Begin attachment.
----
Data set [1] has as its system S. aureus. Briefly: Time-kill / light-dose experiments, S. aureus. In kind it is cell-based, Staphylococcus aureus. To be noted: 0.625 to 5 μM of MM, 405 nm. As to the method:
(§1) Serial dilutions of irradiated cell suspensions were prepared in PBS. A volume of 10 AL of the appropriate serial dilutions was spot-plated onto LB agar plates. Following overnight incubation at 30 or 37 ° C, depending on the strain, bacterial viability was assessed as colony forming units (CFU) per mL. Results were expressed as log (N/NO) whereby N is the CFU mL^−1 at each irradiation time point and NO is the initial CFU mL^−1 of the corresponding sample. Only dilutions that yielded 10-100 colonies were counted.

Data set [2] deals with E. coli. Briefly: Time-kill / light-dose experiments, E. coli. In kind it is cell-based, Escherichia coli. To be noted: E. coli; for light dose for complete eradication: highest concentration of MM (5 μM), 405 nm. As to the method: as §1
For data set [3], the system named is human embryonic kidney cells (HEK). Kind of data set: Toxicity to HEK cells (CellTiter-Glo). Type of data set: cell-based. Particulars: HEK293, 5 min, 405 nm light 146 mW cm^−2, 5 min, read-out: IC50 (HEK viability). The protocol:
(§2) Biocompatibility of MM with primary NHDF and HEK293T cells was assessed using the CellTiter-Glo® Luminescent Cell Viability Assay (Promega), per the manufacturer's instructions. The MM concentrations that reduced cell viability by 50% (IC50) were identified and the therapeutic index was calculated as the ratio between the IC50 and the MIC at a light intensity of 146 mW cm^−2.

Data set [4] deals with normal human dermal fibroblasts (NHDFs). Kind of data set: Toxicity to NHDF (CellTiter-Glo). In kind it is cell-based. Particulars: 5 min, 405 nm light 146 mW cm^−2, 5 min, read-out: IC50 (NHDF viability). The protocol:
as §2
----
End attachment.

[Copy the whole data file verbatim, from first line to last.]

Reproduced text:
Data set [1] has as its system S. aureus. Briefly: Time-kill / light-dose experiments, S. aureus. In kind it is cell-based, Staphylococcus aureus. To be noted: 0.625 to 5 μM of MM, 405 nm. As to the method:
(§1) Serial dilutions of irradiated cell suspensions were prepared in PBS. A volume of 10 AL of the appropriate serial dilutions was spot-plated onto LB agar plates. Following overnight incubation at 30 or 37 ° C, depending on the strain, bacterial viability was assessed as colony forming units (CFU) per mL. Results were expressed as log (N/NO) whereby N is the CFU mL^−1 at each irradiation time point and NO is the initial CFU mL^−1 of the corresponding sample. Only dilutions that yielded 10-100 colonies were counted.

Data set [2] deals with E. coli. Briefly: Time-kill / light-dose experiments, E. coli. In kind it is cell-based, Escherichia coli. To be noted: E. coli; for light dose for complete eradication: highest concentration of MM (5 μM), 405 nm. As to the method: as §1
For data set [3], the system named is human embryonic kidney cells (HEK). Kind of data set: Toxicity to HEK cells (CellTiter-Glo). Type of data set: cell-based. Particulars: HEK293, 5 min, 405 nm light 146 mW cm^−2, 5 min, read-out: IC50 (HEK viability). The protocol:
(§2) Biocompatibility of MM with primary NHDF and HEK293T cells was assessed using the CellTiter-Glo® Luminescent Cell Viability Assay (Promega), per the manufacturer's instructions. The MM concentrations that reduced cell viability by 50% (IC50) were identified and the therapeutic index was calculated as the ratio between the IC50 and the MIC at a light intensity of 146 mW cm^−2.

Data set [4] deals with normal human dermal fibroblasts (NHDFs). Kind of data set: Toxicity to NHDF (CellTiter-Glo). In kind it is cell-based. Particulars: 5 min, 405 nm light 146 mW cm^−2, 5 min, read-out: IC50 (NHDF viability). The protocol:
as §2